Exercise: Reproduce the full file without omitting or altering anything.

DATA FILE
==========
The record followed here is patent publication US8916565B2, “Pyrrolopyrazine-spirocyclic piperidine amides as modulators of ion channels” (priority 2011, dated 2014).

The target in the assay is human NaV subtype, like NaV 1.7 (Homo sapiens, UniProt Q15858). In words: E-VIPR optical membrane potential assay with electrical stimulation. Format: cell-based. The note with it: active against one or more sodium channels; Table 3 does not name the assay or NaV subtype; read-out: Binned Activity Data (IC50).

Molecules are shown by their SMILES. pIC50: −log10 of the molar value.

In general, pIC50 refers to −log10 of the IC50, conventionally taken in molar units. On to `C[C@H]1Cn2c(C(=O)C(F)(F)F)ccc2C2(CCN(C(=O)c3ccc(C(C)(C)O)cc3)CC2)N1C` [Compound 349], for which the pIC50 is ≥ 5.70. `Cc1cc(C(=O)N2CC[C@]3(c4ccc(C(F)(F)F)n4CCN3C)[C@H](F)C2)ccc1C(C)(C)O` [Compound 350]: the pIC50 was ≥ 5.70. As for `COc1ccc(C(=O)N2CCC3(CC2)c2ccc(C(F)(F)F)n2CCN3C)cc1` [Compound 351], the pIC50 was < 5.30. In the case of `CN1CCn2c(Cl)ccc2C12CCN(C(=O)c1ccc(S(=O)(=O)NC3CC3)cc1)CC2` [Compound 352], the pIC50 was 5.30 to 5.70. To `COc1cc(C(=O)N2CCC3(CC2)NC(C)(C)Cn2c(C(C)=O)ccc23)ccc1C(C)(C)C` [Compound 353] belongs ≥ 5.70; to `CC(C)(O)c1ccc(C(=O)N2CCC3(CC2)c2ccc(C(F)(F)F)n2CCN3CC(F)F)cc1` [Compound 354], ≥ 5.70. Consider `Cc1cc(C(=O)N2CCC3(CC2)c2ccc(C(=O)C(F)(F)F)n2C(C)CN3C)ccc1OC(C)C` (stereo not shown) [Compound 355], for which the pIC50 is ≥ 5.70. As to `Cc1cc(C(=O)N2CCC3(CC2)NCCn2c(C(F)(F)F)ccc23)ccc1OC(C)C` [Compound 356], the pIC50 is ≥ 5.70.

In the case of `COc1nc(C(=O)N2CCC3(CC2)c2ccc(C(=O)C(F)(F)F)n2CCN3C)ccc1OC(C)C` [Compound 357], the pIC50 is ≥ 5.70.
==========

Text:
The record followed here is patent publication US8916565B2, “Pyrrolopyrazine-spirocyclic piperidine amides as modulators of ion channels” (priority 2011, dated 2014).

The target in the assay is human NaV subtype, like NaV 1.7 (Homo sapiens, UniProt Q15858). In words: E-VIPR optical membrane potential assay with electrical stimulation. Format: cell-based. The note with it: active against one or more sodium channels; Table 3 does not name the assay or NaV subtype; read-out: Binned Activity Data (IC50).

Molecules are shown by their SMILES. pIC50: −log10 of the molar value.

In general, pIC50 refers to −log10 of the IC50, conventionally taken in molar units. On to `C[C@H]1Cn2c(C(=O)C(F)(F)F)ccc2C2(CCN(C(=O)c3ccc(C(C)(C)O)cc3)CC2)N1C` [Compound 349], for which the pIC50 is ≥ 5.70. `Cc1cc(C(=O)N2CC[C@]3(c4ccc(C(F)(F)F)n4CCN3C)[C@H](F)C2)ccc1C(C)(C)O` [Compound 350]: the pIC50 was ≥ 5.70. As for `COc1ccc(C(=O)N2CCC3(CC2)c2ccc(C(F)(F)F)n2CCN3C)cc1` [Compound 351], the pIC50 was < 5.30. In the case of `CN1CCn2c(Cl)ccc2C12CCN(C(=O)c1ccc(S(=O)(=O)NC3CC3)cc1)CC2` [Compound 352], the pIC50 was 5.30 to 5.70. To `COc1cc(C(=O)N2CCC3(CC2)NC(C)(C)Cn2c(C(C)=O)ccc23)ccc1C(C)(C)C` [Compound 353] belongs ≥ 5.70; to `CC(C)(O)c1ccc(C(=O)N2CCC3(CC2)c2ccc(C(F)(F)F)n2CCN3CC(F)F)cc1` [Compound 354], ≥ 5.70. Consider `Cc1cc(C(=O)N2CCC3(CC2)c2ccc(C(=O)C(F)(F)F)n2C(C)CN3C)ccc1OC(C)C` (stereo not shown) [Compound 355], for which the pIC50 is ≥ 5.70. As to `Cc1cc(C(=O)N2CCC3(CC2)NCCn2c(C(F)(F)F)ccc23)ccc1OC(C)C` [Compound 356], the pIC50 is ≥ 5.70.

In the case of `COc1nc(C(=O)N2CCC3(CC2)c2ccc(C(=O)C(F)(F)F)n2CCN3C)ccc1OC(C)C` [Compound 357], the pIC50 is ≥ 5.70.